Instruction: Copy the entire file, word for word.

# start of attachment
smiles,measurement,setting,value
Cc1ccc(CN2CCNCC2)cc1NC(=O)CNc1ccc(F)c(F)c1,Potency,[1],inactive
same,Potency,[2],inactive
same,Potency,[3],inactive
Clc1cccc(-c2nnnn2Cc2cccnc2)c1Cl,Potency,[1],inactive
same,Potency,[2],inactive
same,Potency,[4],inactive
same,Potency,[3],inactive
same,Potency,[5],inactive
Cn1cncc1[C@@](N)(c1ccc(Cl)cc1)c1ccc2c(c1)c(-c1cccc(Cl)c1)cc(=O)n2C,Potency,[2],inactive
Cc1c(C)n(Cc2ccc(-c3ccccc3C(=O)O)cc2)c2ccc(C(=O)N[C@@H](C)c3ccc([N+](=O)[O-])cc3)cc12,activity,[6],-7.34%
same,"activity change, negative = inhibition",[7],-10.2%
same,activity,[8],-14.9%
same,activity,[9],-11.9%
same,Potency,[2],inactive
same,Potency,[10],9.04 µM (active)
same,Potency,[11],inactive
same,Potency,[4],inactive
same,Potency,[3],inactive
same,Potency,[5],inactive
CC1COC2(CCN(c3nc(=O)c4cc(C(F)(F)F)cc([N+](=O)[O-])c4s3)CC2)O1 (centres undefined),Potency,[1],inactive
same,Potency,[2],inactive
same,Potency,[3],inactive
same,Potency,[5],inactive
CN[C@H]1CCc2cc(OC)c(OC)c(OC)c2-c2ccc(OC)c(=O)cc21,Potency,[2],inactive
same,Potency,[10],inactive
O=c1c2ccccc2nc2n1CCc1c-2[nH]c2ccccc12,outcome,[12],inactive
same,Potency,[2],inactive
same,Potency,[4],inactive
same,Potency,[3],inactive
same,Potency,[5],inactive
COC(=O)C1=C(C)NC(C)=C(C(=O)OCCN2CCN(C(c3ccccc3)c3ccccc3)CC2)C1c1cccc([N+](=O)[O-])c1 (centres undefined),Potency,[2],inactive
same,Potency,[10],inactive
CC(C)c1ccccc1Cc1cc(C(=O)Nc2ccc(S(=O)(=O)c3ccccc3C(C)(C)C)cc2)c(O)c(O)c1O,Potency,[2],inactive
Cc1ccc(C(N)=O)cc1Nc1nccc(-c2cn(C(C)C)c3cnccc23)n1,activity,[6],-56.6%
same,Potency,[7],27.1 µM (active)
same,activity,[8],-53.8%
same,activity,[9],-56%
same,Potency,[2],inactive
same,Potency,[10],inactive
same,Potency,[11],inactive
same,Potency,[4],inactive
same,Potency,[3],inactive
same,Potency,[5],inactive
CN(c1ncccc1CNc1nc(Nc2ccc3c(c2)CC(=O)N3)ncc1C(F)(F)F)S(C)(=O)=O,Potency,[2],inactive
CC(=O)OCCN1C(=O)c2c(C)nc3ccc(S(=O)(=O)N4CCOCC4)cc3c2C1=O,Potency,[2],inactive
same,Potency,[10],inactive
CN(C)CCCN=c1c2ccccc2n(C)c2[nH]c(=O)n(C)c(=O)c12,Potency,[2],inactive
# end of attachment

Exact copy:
smiles,measurement,setting,value
Cc1ccc(CN2CCNCC2)cc1NC(=O)CNc1ccc(F)c(F)c1,Potency,[1],inactive
same,Potency,[2],inactive
same,Potency,[3],inactive
Clc1cccc(-c2nnnn2Cc2cccnc2)c1Cl,Potency,[1],inactive
same,Potency,[2],inactive
same,Potency,[4],inactive
same,Potency,[3],inactive
same,Potency,[5],inactive
Cn1cncc1[C@@](N)(c1ccc(Cl)cc1)c1ccc2c(c1)c(-c1cccc(Cl)c1)cc(=O)n2C,Potency,[2],inactive
Cc1c(C)n(Cc2ccc(-c3ccccc3C(=O)O)cc2)c2ccc(C(=O)N[C@@H](C)c3ccc([N+](=O)[O-])cc3)cc12,activity,[6],-7.34%
same,"activity change, negative = inhibition",[7],-10.2%
same,activity,[8],-14.9%
same,activity,[9],-11.9%
same,Potency,[2],inactive
same,Potency,[10],9.04 µM (active)
same,Potency,[11],inactive
same,Potency,[4],inactive
same,Potency,[3],inactive
same,Potency,[5],inactive
CC1COC2(CCN(c3nc(=O)c4cc(C(F)(F)F)cc([N+](=O)[O-])c4s3)CC2)O1 (centres undefined),Potency,[1],inactive
same,Potency,[2],inactive
same,Potency,[3],inactive
same,Potency,[5],inactive
CN[C@H]1CCc2cc(OC)c(OC)c(OC)c2-c2ccc(OC)c(=O)cc21,Potency,[2],inactive
same,Potency,[10],inactive
O=c1c2ccccc2nc2n1CCc1c-2[nH]c2ccccc12,outcome,[12],inactive
same,Potency,[2],inactive
same,Potency,[4],inactive
same,Potency,[3],inactive
same,Potency,[5],inactive
COC(=O)C1=C(C)NC(C)=C(C(=O)OCCN2CCN(C(c3ccccc3)c3ccccc3)CC2)C1c1cccc([N+](=O)[O-])c1 (centres undefined),Potency,[2],inactive
same,Potency,[10],inactive
CC(C)c1ccccc1Cc1cc(C(=O)Nc2ccc(S(=O)(=O)c3ccccc3C(C)(C)C)cc2)c(O)c(O)c1O,Potency,[2],inactive
Cc1ccc(C(N)=O)cc1Nc1nccc(-c2cn(C(C)C)c3cnccc23)n1,activity,[6],-56.6%
same,Potency,[7],27.1 µM (active)
same,activity,[8],-53.8%
same,activity,[9],-56%
same,Potency,[2],inactive
same,Potency,[10],inactive
same,Potency,[11],inactive
same,Potency,[4],inactive
same,Potency,[3],inactive
same,Potency,[5],inactive
CN(c1ncccc1CNc1nc(Nc2ccc3c(c2)CC(=O)N3)ncc1C(F)(F)F)S(C)(=O)=O,Potency,[2],inactive
CC(=O)OCCN1C(=O)c2c(C)nc3ccc(S(=O)(=O)N4CCOCC4)cc3c2C1=O,Potency,[2],inactive
same,Potency,[10],inactive
CN(C)CCCN=c1c2ccccc2n(C)c2[nH]c(=O)n(C)c(=O)c12,Potency,[2],inactive